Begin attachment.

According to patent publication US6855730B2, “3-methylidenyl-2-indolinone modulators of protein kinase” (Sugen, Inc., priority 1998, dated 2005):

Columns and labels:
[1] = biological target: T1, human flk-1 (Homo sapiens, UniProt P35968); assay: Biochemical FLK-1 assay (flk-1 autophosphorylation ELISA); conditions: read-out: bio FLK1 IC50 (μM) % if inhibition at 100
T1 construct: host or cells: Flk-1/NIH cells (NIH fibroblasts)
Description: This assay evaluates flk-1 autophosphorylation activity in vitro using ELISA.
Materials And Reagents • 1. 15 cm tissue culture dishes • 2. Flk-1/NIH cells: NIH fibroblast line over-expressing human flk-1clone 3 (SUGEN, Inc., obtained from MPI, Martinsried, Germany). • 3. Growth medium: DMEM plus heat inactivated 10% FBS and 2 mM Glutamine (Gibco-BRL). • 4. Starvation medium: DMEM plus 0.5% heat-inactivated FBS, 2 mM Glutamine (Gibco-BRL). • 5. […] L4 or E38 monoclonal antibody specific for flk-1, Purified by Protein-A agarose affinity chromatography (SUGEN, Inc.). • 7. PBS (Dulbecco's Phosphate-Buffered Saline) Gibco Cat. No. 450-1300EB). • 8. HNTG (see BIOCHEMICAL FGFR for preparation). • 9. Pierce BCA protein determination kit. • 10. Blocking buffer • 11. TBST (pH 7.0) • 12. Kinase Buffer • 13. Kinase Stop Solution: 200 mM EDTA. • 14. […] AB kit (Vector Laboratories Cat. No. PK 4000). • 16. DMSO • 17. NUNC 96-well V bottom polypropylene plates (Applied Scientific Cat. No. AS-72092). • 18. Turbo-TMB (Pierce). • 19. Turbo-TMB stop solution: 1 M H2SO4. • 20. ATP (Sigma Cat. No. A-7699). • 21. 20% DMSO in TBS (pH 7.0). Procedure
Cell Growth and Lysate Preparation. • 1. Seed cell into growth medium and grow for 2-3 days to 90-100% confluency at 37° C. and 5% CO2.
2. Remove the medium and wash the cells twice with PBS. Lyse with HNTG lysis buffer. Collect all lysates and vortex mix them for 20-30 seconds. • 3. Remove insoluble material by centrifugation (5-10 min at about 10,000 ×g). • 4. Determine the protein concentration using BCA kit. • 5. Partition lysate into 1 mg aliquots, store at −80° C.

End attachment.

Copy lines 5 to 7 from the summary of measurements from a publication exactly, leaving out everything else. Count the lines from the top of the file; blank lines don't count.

Description: This assay evaluates flk-1 autophosphorylation activity in vitro using ELISA.
Materials And Reagents • 1. 15 cm tissue culture dishes • 2. Flk-1/NIH cells: NIH fibroblast line over-expressing human flk-1clone 3 (SUGEN, Inc., obtained from MPI, Martinsried, Germany). • 3. Growth medium: DMEM plus heat inactivated 10% FBS and 2 mM Glutamine (Gibco-BRL). • 4. Starvation medium: DMEM plus 0.5% heat-inactivated FBS, 2 mM Glutamine (Gibco-BRL). • 5. […] L4 or E38 monoclonal antibody specific for flk-1, Purified by Protein-A agarose affinity chromatography (SUGEN, Inc.). • 7. PBS (Dulbecco's Phosphate-Buffered Saline) Gibco Cat. No. 450-1300EB). • 8. HNTG (see BIOCHEMICAL FGFR for preparation). • 9. Pierce BCA protein determination kit. • 10. Blocking buffer • 11. TBST (pH 7.0) • 12. Kinase Buffer • 13. Kinase Stop Solution: 200 mM EDTA. • 14. […] AB kit (Vector Laboratories Cat. No. PK 4000). • 16. DMSO • 17. NUNC 96-well V bottom polypropylene plates (Applied Scientific Cat. No. AS-72092). • 18. Turbo-TMB (Pierce). • 19. Turbo-TMB stop solution: 1 M H2SO4. • 20. ATP (Sigma Cat. No. A-7699). • 21. 20% DMSO in TBS (pH 7.0). Procedure
Cell Growth and Lysate Preparation. • 1. Seed cell into growth medium and grow for 2-3 days to 90-100% confluency at 37° C. and 5% CO2.